Having rejected that the asserted illegality of the interim promotions as evidence of pretext, the Court can find no evidence that the promotions off the 2005 list—whether illegal or not—were discriminatory. Between July 20, 2007 and August 24, 2007, Goodwin promoted a total of three captains and six lieutenants off the 2005 lists. Again, it is not clear whether all nine of those promotions were to positions for which plaintiffs were competing. Plaintiff claims that only five of the promotions were to positions for which plaintiffs were competing (Melrose, Czawlytko, Lewis–Ott, Dubois, and Cate). Thus, the Court only considered those five positions in its disparate promotion prima facie analysis (more specifically in its analysis of whether the positions that plaintiffs might have filled were instead filled by “applicants outside the protected class”). However, the promotion of all nine captains/lieutenants from the 2005 list is relevant because it refutes plaintiffs' pretext argument that Goodwin's true intent was to promote white persons instead of black persons. As far as captain positions, Goodwin promoted the three persons ranking directly under Christopher Hutson, who was the last person promoted to captain off of the 2005 captain list before it expired. ( See ECF No. 64, 3; Id. Ex. A, 24). Those three persons were: Harry Melrose (white, promoted July 20, 2007), Scott Czawlytko (white, promoted July 20, 2007), and James McCauley (black, promoted August 24, 2007). (ECF No. 66, Ex. A, 19; ECF No. 56, Ex. G, 3–4, 7). Thus, between July 20, 2007 and August 24, 2007, Goodwin promoted three captains, one of whom was black. With regard to lieutenant positions, Goodwin promoted the five persons ranking directly under Mitchell Gilbert, who was the last person promoted to lieutenant off of the 2005 lieutenant list before it expired. ( See ECF No. 64, 4; Id., Ex. A, 28). Those five persons were: Hennreitta Lewis–Ott (black, promoted July 20, 2007), Matthew Dubois (white, promoted July 20, 2007), Heather Cate (white, promoted July 20, 2007), Timothy Rice (black, promoted on July 20, 2007), and Andrew Franz (white, promoted August 24, 2007). (ECF No. 66, Ex. A, 11; ECF No. 56, Ex. G, 3, 5, 7). Goodwin also promoted Ellery Queen, a pump operator who ranked directly above Gilbert, to lieutenant (black, promoted July 20, 2007). (ECF No. 66, Ex. A, 11; ECF No. 56, Ex. G, 4). Thus, between July 20, 2007 and August 24, 2007, Goodwin promoted six lieutenants, three of whom were black. In sum, Goodwin promoted nine captains/lieutenants, four of whom were black. Thus, the evidence shows that after the 2005 lists expired, Chief Goodwin promoted the persons ranking immediately below (and in Queen's case, above) the last persons promoted off the 2005 lists while they were active, regardless of race. Chief Goodwin's alleged manipulation of the lists did not result in promotions of all or even mostly white people. It resulted in the plaintiffs not being promoted, but not in blacks not being promoted.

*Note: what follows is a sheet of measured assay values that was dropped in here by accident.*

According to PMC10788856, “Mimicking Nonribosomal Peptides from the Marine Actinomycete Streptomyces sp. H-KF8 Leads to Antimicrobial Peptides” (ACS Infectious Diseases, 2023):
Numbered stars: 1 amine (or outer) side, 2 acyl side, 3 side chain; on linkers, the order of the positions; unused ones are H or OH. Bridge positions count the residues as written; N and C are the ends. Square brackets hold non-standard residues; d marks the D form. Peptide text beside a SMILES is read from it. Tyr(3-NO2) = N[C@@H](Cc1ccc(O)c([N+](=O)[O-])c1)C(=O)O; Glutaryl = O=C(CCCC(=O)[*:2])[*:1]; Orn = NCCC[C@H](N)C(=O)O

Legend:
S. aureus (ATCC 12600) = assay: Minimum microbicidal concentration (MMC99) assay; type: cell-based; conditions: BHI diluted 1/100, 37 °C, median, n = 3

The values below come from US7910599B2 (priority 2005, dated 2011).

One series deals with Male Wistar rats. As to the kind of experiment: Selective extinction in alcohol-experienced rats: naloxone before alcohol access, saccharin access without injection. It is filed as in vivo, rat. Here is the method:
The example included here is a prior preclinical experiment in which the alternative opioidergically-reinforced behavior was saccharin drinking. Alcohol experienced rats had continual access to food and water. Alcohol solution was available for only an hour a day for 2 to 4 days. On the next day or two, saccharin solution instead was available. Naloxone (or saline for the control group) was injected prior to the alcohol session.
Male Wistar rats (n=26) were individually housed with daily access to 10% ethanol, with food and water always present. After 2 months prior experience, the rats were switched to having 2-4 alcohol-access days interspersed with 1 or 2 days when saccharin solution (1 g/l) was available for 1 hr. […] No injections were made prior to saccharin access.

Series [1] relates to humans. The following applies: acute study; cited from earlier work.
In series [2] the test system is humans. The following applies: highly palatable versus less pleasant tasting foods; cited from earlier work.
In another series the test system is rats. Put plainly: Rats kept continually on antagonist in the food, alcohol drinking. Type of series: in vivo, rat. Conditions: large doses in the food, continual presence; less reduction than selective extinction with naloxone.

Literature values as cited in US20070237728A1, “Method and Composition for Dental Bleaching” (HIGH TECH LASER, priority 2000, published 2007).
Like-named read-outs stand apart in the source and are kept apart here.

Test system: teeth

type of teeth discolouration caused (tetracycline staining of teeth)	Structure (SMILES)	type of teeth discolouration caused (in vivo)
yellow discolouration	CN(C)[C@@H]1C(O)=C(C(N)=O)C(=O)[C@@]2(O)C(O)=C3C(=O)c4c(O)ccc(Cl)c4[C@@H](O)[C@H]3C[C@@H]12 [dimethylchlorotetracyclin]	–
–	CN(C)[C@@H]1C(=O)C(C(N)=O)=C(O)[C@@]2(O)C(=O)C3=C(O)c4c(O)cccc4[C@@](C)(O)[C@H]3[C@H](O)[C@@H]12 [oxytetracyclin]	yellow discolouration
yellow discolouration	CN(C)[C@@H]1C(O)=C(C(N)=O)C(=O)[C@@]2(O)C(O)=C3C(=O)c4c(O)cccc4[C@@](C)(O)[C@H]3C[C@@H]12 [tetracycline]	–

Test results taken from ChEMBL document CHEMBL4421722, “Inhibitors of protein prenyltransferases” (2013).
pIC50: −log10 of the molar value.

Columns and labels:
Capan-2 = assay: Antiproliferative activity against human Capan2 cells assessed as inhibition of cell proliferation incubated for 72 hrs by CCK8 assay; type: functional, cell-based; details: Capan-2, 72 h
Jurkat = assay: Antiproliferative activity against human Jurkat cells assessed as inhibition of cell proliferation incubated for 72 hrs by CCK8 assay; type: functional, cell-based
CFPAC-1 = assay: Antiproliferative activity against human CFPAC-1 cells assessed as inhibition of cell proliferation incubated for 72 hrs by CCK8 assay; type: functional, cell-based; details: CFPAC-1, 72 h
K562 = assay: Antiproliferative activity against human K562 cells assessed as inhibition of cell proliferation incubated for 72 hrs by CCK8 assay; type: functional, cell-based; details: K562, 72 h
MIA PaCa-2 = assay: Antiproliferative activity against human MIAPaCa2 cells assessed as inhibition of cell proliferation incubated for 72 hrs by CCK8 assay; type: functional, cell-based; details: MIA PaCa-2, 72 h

Further, as discussed above, plaintiffs' bald assertion that Chief Goodwin was racist is without factual support. Thus, plaintiffs' unsupported, subjective assertion that Chief Goodwin was racist does not generate an issue of fact as to pretext. See, e.g., Bryant v. Bell Atl. Md., Inc., 288 F.3d 124, 134–35 (4th Cir.2002) (“These affidavits, however, amount to no more than subjective beliefs, and such evidence, without more, is insufficient to create a genuine issue of material fact as to any discriminatory conduct[.]”).
In any case, the record demonstrates that the decision not to promote plaintiffs, but to promote from the prior lists was based on the fact that the 2007 exam results were under scrutiny. The investigation was not simply the product of Chief Goodwin's will, and his concern about the integrity of the exams. Rather, the investigation arose because serious accusations were made by plaintiffs' peers in the department, and public statements and demands by union leaders. Notably, multiple persons participated in the actions leading to the investigation ( e.g., peers, union leaders, Mayor Dixon, Baltimore's then African–American mayor) and leading to the decision not to promote initially off the lists generated by the challenged test results. (Gladys Gaskins, African American head of Department of Human Resources, Chief Wade). The Court agrees with the defendant: “Chief Goodwin was only one of four actors who had significant authority over the decision to order an investigation of the exam (Mayor Dixon) whether to discipline plaintiffs (Chief William Goodwin and Chief Clack) and whether the 2007 test results should be set aside.” (Head of Human Resources, Gladys Gaskins). (ECF No. 58, 6).